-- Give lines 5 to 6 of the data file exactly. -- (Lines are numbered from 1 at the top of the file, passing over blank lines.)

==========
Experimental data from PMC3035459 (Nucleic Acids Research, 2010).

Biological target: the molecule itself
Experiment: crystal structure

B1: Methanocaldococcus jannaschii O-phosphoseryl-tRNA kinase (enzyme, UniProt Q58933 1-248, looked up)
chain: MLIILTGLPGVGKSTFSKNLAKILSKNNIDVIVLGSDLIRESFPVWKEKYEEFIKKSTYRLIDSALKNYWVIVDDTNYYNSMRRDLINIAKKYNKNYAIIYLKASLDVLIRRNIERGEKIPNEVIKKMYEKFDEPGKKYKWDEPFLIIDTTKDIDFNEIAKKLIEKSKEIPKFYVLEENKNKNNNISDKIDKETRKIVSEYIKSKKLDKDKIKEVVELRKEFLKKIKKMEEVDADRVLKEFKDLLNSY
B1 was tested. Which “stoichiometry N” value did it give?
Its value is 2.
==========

chain: MLIILTGLPGVGKSTFSKNLAKILSKNNIDVIVLGSDLIRESFPVWKEKYEEFIKKSTYRLIDSALKNYWVIVDDTNYYNSMRRDLINIAKKYNKNYAIIYLKASLDVLIRRNIERGEKIPNEVIKKMYEKFDEPGKKYKWDEPFLIIDTTKDIDFNEIAKKLIEKSKEIPKFYVLEENKNKNNNISDKIDKETRKIVSEYIKSKKLDKDKIKEVVELRKEFLKKIKKMEEVDADRVLKEFKDLLNSY
B1 was tested. Which “stoichiometry N” value did it give?